As I was about to leave this fine establishment, I received a tweet from @tipplesblog providing another tip – “If you are at Penny Blue, try Black Dog IPA”. Well, his tip on Penny Blue was that on the money – I was sure I could rely on this one. Never in doubt, this IPA is an absolute ripper. Made by Black Dog Brewery in the small town of Taminick, which is 250kms NNE of Melbourne, Leader of the Pack IPA is a stand out of this variety. The brewery is within a winery and the brewer is also a winemaker. Might have to try his wine after this beer. Leader of the Pack IPA is resinous, sharp and gloriously bitter. It is one to drink slowly and revel in the wonderful aftertaste.
This correspondent’s latest trip to Melbourne took me to a part of Melbourne that I’ve never really been to be before. I had to attend a conference at the Park Hyatt near the Victorian State Parliament House. I stayed at my regular hotel on South Wharf and took the opportunity to walk along the Yarra as far as the Yarra Pedestrain Bridge (which is the one beyond the Sandridge Rail Bridge as you head East along the Yarra). When you cross this bridge you go over the top of one of the funkier bars I’ve been/seen for awhile.
Ponyfish Island exists literally under the bridge. I don’t how much of island previously existed, but whatever there was has been utilised brilliantly. The photography is schizenhausen, but they’ve wrapped seating all around the perimeter of the island and then put some benches in the middle as well. Directly under the bridge is a bar and kitchen that looks and feels very Mexican cantinaesque. Very impressive. I didn’t stay long and didn’t get a look at the menu, but the drinks were eclectic. I would have launched into a longneck of Abbotsfod Invalid Stout, but I had a long evening in front of me – so I opted for a simple Matilda Bay Bohemian Pilsner. I’ll be visiting again – but despite feeling very underpierced, won’t be subjecting myself to any needles before hand.
After a better than average conference dinner (Coopers Dark all night), a couple of attendees were keen to have a cigar. I wasn’t up for that, but when the guy rated the bar as one of the best – I tagged along. He was a bloody good judge this fella. The entrance is modest and anonymous. A heavy wooden door opens to a flight of stairs that leads to a wonderfully old fashioned and well appointed lounge/bar/dining room where the Eastern wall consists of a wonderful round window. I would have lingered longer, but my colleagues were keen for their cigar – which we were able to enjoy on one of the better roof-tops bars I’ve been too (up another flight of stairs). The chill was taken away by an array of mushroom gas heaters and the view across to the golden lit parliament house was brilliant. In trying to find a link to their website (there isn’t one), I noted that this place tends to polarise because of price and service. No dramas – I wasn’t paying and the staff answered any question – and met any request.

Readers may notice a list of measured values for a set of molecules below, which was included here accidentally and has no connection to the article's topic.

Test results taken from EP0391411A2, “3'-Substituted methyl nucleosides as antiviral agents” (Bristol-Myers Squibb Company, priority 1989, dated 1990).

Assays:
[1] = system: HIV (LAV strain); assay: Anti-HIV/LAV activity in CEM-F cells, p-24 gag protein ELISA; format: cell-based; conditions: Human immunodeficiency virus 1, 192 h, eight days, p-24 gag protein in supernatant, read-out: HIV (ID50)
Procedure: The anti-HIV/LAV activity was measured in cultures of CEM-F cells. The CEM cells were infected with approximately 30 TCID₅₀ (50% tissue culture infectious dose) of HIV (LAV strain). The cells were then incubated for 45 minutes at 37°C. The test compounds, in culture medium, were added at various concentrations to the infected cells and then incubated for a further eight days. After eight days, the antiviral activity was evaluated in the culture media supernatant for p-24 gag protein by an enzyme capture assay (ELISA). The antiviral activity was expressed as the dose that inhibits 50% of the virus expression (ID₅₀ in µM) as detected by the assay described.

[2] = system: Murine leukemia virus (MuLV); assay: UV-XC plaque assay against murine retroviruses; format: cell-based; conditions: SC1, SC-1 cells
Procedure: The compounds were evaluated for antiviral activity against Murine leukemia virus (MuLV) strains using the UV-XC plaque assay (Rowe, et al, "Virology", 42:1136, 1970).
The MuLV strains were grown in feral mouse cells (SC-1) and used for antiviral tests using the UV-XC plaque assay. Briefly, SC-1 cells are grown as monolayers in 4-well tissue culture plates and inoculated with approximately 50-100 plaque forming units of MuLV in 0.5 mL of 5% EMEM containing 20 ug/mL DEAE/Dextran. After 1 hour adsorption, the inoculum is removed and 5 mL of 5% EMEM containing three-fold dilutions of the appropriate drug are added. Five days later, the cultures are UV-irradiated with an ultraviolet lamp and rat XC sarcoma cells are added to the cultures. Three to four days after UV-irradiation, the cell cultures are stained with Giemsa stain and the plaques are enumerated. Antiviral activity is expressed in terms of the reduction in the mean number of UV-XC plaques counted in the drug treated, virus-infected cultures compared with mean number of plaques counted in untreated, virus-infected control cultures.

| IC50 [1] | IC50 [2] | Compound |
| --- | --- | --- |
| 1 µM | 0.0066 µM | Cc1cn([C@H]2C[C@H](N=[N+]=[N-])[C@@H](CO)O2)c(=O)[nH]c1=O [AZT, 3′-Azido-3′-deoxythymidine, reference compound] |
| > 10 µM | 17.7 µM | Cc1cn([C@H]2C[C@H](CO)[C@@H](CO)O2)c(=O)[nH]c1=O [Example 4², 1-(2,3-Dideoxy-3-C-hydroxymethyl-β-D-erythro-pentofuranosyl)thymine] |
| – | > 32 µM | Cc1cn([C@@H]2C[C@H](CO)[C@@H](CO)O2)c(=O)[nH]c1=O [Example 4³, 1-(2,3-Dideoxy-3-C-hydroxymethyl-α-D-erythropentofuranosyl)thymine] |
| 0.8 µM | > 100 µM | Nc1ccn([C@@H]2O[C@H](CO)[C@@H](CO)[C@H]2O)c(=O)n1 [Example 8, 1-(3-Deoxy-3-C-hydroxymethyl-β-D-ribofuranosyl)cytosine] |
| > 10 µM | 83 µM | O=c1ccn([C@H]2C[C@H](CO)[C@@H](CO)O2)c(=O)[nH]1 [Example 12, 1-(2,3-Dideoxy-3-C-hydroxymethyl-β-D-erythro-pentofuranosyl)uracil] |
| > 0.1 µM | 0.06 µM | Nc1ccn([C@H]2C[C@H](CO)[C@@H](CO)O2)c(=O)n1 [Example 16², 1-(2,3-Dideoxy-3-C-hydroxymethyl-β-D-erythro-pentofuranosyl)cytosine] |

Now apparently this place does a pretty good wine list (that’ll be for others to judge) and their cigar and spirit collection looked comprehensive. I didn’t, however expect to find 1) a beer I’d never seen before and 2) a beer that wasn’t on the @Untappd database. Hix Beer comes from the intriguingly named Hickinbotham of Dromana. Dromana is a town on the Mornington Peninsula and is home to a number of vineyards. The Hickinbothams are 3rd generation winemakers, who decided to get a bloke to brew some beer to serve in their restaurant at the vineyard. The whole back story can be found here – and is well told by Rick Besserdin. There’s a few varieties available, including a pilsner, a brown ale and what I was able to try – the Pale Ale. This was a beautiful beer. The first went very quickly and the second was also quaffed enthusiastically by my buddies who eschewed their whiskey for my beer. A light, honeyed but wonderfully bitter beer. Looks like I’ll be heading to Dromana soon.
Recently I wrote about the proliferation of bars and dining places in South Wharf, Melbourne. Work took me down there again and I got to experience more of their charms. They’ve actually started to name the new lanes and walkways along the South West side of the Yarra and the stretch East of “Yarra Edge” that ends at the Melbourne Convention Centre is called Dukes Walk. There’s at least 5 bars and one restaurant along this stretch, not counting what’s in the Hilton. Some of these places are having a real crack.